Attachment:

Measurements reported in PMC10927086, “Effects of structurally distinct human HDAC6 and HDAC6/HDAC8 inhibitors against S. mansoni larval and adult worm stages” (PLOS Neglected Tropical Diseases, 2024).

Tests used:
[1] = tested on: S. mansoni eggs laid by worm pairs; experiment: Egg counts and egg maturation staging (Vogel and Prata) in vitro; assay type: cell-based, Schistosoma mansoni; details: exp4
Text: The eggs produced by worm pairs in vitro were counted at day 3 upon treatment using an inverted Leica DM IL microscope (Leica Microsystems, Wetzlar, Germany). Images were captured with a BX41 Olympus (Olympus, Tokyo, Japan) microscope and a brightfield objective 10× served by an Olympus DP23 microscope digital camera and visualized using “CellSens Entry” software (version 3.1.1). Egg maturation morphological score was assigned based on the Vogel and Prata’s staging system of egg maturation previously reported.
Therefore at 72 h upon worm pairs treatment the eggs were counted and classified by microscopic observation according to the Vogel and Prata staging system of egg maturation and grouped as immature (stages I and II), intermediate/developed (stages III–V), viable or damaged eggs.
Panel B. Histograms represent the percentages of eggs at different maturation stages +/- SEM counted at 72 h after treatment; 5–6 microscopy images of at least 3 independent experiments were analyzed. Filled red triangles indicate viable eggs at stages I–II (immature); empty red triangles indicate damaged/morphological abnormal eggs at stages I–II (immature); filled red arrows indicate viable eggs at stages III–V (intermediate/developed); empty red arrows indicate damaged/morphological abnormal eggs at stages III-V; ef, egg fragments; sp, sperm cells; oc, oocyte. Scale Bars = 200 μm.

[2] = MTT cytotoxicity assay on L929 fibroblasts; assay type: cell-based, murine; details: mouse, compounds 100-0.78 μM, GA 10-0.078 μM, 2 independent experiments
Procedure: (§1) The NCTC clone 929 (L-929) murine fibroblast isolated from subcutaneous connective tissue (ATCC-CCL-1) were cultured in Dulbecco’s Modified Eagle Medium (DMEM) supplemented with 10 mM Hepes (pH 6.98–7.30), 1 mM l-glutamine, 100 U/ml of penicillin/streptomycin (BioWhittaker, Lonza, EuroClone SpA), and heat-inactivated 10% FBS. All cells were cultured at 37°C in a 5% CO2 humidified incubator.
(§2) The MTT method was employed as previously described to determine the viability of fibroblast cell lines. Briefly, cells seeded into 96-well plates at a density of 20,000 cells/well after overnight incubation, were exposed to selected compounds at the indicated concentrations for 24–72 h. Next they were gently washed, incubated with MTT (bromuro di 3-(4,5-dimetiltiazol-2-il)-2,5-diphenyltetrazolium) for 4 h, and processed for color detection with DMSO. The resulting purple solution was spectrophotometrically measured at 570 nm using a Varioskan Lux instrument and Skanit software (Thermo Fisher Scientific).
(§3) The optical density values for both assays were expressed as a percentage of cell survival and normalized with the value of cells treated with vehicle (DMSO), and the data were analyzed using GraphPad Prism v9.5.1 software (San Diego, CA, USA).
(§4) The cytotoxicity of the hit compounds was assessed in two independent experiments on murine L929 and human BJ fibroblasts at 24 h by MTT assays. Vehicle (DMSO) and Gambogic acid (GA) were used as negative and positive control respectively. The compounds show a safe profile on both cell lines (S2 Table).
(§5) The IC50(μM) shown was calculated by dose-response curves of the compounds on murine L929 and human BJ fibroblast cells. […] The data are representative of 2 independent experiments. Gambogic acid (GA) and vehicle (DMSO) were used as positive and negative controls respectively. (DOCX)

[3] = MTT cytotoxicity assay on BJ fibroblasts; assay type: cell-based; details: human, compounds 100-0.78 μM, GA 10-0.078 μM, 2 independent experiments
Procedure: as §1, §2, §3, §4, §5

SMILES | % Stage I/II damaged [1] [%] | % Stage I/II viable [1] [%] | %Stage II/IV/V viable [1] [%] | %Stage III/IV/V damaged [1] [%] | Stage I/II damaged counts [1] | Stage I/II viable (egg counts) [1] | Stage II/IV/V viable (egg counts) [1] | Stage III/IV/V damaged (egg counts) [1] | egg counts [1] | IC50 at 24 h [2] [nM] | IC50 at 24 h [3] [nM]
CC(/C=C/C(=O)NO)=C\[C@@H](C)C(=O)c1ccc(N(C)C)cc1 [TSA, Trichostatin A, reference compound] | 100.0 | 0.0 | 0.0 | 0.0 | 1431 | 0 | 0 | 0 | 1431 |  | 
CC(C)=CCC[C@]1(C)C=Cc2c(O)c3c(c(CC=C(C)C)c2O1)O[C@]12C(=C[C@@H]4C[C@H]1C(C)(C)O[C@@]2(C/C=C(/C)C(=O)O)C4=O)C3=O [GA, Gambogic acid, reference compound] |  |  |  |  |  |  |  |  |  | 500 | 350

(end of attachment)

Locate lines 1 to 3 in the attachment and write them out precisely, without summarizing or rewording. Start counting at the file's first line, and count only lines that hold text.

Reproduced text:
Measurements reported in PMC10927086, “Effects of structurally distinct human HDAC6 and HDAC6/HDAC8 inhibitors against S. mansoni larval and adult worm stages” (PLOS Neglected Tropical Diseases, 2024).

Tests used:
[1] = tested on: S. mansoni eggs laid by worm pairs; experiment: Egg counts and egg maturation staging (Vogel and Prata) in vitro; assay type: cell-based, Schistosoma mansoni; details: exp4